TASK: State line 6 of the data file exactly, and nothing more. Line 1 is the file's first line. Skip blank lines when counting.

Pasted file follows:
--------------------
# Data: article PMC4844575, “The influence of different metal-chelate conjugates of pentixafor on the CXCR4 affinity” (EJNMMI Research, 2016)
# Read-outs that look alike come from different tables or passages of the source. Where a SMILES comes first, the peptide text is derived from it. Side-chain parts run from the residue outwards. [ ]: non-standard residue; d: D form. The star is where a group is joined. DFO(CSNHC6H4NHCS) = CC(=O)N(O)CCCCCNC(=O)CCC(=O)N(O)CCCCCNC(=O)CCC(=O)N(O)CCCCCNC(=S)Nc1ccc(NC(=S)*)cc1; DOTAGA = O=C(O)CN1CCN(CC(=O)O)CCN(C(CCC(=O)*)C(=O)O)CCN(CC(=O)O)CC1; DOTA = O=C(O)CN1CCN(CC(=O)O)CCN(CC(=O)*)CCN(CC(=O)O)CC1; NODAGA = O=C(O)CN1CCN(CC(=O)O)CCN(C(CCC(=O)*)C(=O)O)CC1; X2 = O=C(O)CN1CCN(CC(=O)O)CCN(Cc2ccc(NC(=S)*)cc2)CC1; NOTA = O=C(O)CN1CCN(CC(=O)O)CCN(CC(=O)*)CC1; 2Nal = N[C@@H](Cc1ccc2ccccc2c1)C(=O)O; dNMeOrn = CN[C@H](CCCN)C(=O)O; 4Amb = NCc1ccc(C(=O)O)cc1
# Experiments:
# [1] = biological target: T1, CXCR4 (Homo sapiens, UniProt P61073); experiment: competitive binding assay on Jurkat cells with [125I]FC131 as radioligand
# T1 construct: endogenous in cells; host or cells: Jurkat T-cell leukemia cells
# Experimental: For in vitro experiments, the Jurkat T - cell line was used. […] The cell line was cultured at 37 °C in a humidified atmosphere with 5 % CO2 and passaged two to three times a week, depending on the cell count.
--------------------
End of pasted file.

# Experimental: For in vitro experiments, the Jurkat T - cell line was used. […] The cell line was cultured at 37 °C in a humidified atmosphere with 5 % CO2 and passaged two to three times a week, depending on the cell count.